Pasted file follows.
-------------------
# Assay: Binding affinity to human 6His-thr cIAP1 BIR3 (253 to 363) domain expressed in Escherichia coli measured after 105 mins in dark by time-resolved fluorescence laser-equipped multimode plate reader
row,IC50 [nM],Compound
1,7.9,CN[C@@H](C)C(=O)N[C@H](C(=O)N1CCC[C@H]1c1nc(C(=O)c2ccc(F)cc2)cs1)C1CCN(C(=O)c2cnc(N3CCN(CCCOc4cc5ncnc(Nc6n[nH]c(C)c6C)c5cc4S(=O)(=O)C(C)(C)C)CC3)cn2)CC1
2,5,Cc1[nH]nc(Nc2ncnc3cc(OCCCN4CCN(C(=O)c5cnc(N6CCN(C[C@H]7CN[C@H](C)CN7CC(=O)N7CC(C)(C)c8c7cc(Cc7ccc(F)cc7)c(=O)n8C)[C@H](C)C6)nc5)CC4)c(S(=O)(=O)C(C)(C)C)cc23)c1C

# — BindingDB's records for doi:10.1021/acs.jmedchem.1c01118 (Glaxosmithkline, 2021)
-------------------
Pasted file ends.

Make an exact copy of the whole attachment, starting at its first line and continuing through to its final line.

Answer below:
# Assay: Binding affinity to human 6His-thr cIAP1 BIR3 (253 to 363) domain expressed in Escherichia coli measured after 105 mins in dark by time-resolved fluorescence laser-equipped multimode plate reader
row,IC50 [nM],Compound
1,7.9,CN[C@@H](C)C(=O)N[C@H](C(=O)N1CCC[C@H]1c1nc(C(=O)c2ccc(F)cc2)cs1)C1CCN(C(=O)c2cnc(N3CCN(CCCOc4cc5ncnc(Nc6n[nH]c(C)c6C)c5cc4S(=O)(=O)C(C)(C)C)CC3)cn2)CC1
2,5,Cc1[nH]nc(Nc2ncnc3cc(OCCCN4CCN(C(=O)c5cnc(N6CCN(C[C@H]7CN[C@H](C)CN7CC(=O)N7CC(C)(C)c8c7cc(Cc7ccc(F)cc7)c(=O)n8C)[C@H](C)C6)nc5)CC4)c(S(=O)(=O)C(C)(C)C)cc23)c1C

# — BindingDB's records for doi:10.1021/acs.jmedchem.1c01118 (Glaxosmithkline, 2021)